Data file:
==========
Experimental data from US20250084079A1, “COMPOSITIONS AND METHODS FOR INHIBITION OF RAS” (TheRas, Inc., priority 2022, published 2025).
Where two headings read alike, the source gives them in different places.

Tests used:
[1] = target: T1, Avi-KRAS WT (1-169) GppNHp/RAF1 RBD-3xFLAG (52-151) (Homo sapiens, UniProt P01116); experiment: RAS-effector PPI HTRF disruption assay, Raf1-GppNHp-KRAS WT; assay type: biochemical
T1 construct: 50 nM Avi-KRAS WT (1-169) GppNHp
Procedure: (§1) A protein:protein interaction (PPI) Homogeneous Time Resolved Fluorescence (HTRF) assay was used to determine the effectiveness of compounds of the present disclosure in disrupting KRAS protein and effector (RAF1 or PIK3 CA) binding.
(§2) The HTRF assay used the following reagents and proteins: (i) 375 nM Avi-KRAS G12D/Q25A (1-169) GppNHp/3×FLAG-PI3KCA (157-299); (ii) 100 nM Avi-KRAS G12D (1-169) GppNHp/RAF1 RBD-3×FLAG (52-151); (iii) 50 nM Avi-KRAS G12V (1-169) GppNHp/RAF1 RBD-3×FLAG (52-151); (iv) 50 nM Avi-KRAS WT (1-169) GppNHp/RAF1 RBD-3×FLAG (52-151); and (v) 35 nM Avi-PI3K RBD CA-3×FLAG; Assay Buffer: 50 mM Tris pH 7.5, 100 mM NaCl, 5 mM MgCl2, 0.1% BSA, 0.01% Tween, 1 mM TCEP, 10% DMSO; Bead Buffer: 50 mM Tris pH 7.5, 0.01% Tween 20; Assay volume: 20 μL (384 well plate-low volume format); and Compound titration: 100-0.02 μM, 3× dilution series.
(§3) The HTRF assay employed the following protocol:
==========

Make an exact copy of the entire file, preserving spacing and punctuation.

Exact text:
Experimental data from US20250084079A1, “COMPOSITIONS AND METHODS FOR INHIBITION OF RAS” (TheRas, Inc., priority 2022, published 2025).
Where two headings read alike, the source gives them in different places.

Tests used:
[1] = target: T1, Avi-KRAS WT (1-169) GppNHp/RAF1 RBD-3xFLAG (52-151) (Homo sapiens, UniProt P01116); experiment: RAS-effector PPI HTRF disruption assay, Raf1-GppNHp-KRAS WT; assay type: biochemical
T1 construct: 50 nM Avi-KRAS WT (1-169) GppNHp
Procedure: (§1) A protein:protein interaction (PPI) Homogeneous Time Resolved Fluorescence (HTRF) assay was used to determine the effectiveness of compounds of the present disclosure in disrupting KRAS protein and effector (RAF1 or PIK3 CA) binding.
(§2) The HTRF assay used the following reagents and proteins: (i) 375 nM Avi-KRAS G12D/Q25A (1-169) GppNHp/3×FLAG-PI3KCA (157-299); (ii) 100 nM Avi-KRAS G12D (1-169) GppNHp/RAF1 RBD-3×FLAG (52-151); (iii) 50 nM Avi-KRAS G12V (1-169) GppNHp/RAF1 RBD-3×FLAG (52-151); (iv) 50 nM Avi-KRAS WT (1-169) GppNHp/RAF1 RBD-3×FLAG (52-151); and (v) 35 nM Avi-PI3K RBD CA-3×FLAG; Assay Buffer: 50 mM Tris pH 7.5, 100 mM NaCl, 5 mM MgCl2, 0.1% BSA, 0.01% Tween, 1 mM TCEP, 10% DMSO; Bead Buffer: 50 mM Tris pH 7.5, 0.01% Tween 20; Assay volume: 20 μL (384 well plate-low volume format); and Compound titration: 100-0.02 μM, 3× dilution series.
(§3) The HTRF assay employed the following protocol: